Exercise and photobiomodulation are both neuroprotective.
Yesterday I had a really long conversation with a physiotherapist who specialises in treating people with Parkinson’s disease. It was one of those enormously cheering conversations. Listening to someone who is extremely experienced, supremely competent and concerned for and about each patient is a delight. On top of that, to have the drive and energy to keep up with the medical literature and identify other ways to help patients is awe-inspiring.
One of the topics we discussed is the role of exercise in Parkinson’s disease. It seems that there are some who think that exercise has a minimal role in management of Parkinson’s. This is astonishing, given all the research that consistently shows that structured exercise makes a big difference.
Continue reading “Exercise and Light”
Mitochondria get a lot of airplay in this blog. (Here’s an early post.)
The mitochondrial experts of the world have been blown away by new research. It seems that our blood not only contains the various sorts of red and white cells, but it also contains nomadic mitochondria.
This is amazing! Here’s why.
Continue reading “Mitochondria in your blood”
Here’s a really interesting response to the blog post called Connecting with others.
I have permission to use the correspondent’s own words:
Continue reading “Visual processing”
I’ve been observing people with Parkinson’s disease using trans-cranial red and near infrared light devices for nearly four years now. I’ve learned lots of things, especially how little I knew about the realities of living with this rotten, slippery disease.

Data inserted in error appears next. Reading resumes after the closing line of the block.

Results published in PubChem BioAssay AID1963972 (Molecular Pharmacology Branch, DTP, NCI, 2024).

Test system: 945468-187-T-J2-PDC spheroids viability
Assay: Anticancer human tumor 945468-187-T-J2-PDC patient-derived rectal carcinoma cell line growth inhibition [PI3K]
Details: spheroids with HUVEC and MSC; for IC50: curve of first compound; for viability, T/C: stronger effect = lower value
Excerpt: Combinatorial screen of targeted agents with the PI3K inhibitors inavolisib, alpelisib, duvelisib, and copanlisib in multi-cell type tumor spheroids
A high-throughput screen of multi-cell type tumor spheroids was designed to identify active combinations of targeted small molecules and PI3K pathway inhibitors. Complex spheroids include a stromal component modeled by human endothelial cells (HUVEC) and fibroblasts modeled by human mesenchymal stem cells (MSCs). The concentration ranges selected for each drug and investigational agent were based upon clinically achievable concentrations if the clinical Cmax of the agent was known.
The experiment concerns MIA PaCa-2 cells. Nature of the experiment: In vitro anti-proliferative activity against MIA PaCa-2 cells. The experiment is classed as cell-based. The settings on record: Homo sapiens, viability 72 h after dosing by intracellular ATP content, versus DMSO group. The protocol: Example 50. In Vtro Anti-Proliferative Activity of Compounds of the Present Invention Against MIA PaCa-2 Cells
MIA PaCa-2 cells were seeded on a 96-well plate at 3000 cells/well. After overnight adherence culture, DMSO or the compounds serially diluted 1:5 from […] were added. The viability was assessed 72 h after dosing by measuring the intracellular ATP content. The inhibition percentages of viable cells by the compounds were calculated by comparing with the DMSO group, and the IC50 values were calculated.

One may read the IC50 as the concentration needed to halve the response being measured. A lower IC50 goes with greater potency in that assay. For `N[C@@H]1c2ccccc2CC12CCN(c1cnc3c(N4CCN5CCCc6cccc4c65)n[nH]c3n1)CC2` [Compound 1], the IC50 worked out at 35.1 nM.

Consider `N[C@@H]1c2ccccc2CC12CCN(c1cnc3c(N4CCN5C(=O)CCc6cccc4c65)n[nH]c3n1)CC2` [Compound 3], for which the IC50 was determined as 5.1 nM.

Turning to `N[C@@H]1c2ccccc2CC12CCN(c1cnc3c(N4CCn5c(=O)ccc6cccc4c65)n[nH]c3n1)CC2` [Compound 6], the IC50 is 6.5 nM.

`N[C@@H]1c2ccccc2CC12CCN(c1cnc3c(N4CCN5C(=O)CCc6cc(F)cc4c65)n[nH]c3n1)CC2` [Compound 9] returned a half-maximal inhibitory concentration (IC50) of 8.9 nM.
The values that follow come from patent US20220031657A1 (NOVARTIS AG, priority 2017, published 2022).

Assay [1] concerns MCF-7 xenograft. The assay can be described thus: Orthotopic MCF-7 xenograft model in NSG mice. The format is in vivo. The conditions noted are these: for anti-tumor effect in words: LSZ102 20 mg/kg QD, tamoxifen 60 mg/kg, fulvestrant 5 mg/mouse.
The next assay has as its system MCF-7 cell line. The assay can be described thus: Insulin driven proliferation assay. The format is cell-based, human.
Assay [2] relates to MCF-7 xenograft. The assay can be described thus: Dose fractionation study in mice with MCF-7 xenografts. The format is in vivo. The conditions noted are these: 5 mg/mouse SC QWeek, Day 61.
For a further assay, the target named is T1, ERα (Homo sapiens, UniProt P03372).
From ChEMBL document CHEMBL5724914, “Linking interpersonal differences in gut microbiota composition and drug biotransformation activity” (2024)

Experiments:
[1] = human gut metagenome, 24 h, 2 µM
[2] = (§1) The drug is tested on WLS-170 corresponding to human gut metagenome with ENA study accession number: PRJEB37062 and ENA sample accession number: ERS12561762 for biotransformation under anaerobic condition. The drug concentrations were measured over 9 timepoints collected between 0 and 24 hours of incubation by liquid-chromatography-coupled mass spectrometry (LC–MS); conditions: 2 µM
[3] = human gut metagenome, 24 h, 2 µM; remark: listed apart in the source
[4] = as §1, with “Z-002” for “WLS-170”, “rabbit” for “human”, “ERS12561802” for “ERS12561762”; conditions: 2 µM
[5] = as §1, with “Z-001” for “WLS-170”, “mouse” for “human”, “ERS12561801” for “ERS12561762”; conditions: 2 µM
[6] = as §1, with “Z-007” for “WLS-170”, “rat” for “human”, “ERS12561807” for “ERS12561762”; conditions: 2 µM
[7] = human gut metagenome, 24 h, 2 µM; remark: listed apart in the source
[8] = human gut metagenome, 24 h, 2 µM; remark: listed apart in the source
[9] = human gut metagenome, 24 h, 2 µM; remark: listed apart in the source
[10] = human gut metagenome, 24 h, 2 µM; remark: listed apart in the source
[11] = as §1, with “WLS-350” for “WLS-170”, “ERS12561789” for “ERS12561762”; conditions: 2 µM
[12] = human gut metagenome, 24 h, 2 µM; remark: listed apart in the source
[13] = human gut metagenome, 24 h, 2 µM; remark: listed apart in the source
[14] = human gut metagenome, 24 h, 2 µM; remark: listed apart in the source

Here’s a curious thing I’ve noticed.
Continue reading “Connecting with others”
Photobiomodulation can help people with Parkinson’s reconnect with others
I was asked today if ongoing research into the effects of red and near infrared light on Parkinson’s disease is validating the early observations.
The short answer is yes.
The long answer is most definitely yes!
Here are links to recent blog posts with recent research information from the peer-reviewed medical literature.
2019 – early results from a clinical trial – here
2019 case study journal article – here
2019 clinical trial – specifically looking at changes in motor or movement symptoms – here
This article about Dr Ann Liebert’s work was published in The Australian a few days ago.
One of the many things it highlights is the effect of red lights on a key non-motor symptom of Parkinson’s – the sense of smell.